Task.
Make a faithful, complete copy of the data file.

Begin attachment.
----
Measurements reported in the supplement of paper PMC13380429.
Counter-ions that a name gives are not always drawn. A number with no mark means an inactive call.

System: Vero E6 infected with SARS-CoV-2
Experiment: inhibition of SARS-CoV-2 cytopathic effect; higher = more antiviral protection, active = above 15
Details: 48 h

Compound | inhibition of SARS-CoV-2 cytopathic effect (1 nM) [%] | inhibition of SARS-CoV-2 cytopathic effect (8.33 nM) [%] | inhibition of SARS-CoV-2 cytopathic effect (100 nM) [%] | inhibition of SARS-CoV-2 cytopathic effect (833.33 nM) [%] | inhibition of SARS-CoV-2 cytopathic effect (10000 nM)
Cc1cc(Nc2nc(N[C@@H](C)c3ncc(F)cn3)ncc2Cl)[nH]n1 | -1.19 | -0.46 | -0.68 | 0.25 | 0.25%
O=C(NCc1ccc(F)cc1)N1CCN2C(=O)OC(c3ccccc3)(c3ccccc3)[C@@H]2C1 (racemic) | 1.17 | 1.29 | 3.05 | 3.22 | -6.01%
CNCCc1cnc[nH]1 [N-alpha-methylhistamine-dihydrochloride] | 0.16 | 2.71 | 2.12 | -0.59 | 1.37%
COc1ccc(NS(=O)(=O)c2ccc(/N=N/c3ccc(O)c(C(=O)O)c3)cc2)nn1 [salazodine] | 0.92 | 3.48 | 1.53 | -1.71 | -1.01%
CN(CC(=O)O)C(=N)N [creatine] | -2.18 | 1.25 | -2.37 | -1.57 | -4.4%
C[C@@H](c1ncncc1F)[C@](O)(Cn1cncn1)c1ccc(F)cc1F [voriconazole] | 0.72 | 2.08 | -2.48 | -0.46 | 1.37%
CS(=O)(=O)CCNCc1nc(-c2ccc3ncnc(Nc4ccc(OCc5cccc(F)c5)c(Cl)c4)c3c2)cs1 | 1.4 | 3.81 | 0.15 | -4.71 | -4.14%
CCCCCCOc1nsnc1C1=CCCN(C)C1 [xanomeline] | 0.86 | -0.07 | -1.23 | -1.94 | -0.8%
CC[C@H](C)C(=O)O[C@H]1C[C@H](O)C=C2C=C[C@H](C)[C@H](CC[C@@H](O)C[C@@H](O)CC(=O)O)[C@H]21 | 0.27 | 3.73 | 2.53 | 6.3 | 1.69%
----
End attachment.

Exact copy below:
Measurements reported in the supplement of paper PMC13380429.
Counter-ions that a name gives are not always drawn. A number with no mark means an inactive call.

System: Vero E6 infected with SARS-CoV-2
Experiment: inhibition of SARS-CoV-2 cytopathic effect; higher = more antiviral protection, active = above 15
Details: 48 h

Compound | inhibition of SARS-CoV-2 cytopathic effect (1 nM) [%] | inhibition of SARS-CoV-2 cytopathic effect (8.33 nM) [%] | inhibition of SARS-CoV-2 cytopathic effect (100 nM) [%] | inhibition of SARS-CoV-2 cytopathic effect (833.33 nM) [%] | inhibition of SARS-CoV-2 cytopathic effect (10000 nM)
Cc1cc(Nc2nc(N[C@@H](C)c3ncc(F)cn3)ncc2Cl)[nH]n1 | -1.19 | -0.46 | -0.68 | 0.25 | 0.25%
O=C(NCc1ccc(F)cc1)N1CCN2C(=O)OC(c3ccccc3)(c3ccccc3)[C@@H]2C1 (racemic) | 1.17 | 1.29 | 3.05 | 3.22 | -6.01%
CNCCc1cnc[nH]1 [N-alpha-methylhistamine-dihydrochloride] | 0.16 | 2.71 | 2.12 | -0.59 | 1.37%
COc1ccc(NS(=O)(=O)c2ccc(/N=N/c3ccc(O)c(C(=O)O)c3)cc2)nn1 [salazodine] | 0.92 | 3.48 | 1.53 | -1.71 | -1.01%
CN(CC(=O)O)C(=N)N [creatine] | -2.18 | 1.25 | -2.37 | -1.57 | -4.4%
C[C@@H](c1ncncc1F)[C@](O)(Cn1cncn1)c1ccc(F)cc1F [voriconazole] | 0.72 | 2.08 | -2.48 | -0.46 | 1.37%
CS(=O)(=O)CCNCc1nc(-c2ccc3ncnc(Nc4ccc(OCc5cccc(F)c5)c(Cl)c4)c3c2)cs1 | 1.4 | 3.81 | 0.15 | -4.71 | -4.14%
CCCCCCOc1nsnc1C1=CCCN(C)C1 [xanomeline] | 0.86 | -0.07 | -1.23 | -1.94 | -0.8%
CC[C@H](C)C(=O)O[C@H]1C[C@H](O)C=C2C=C[C@H](C)[C@H](CC[C@@H](O)C[C@@H](O)CC(=O)O)[C@H]21 | 0.27 | 3.73 | 2.53 | 6.3 | 1.69%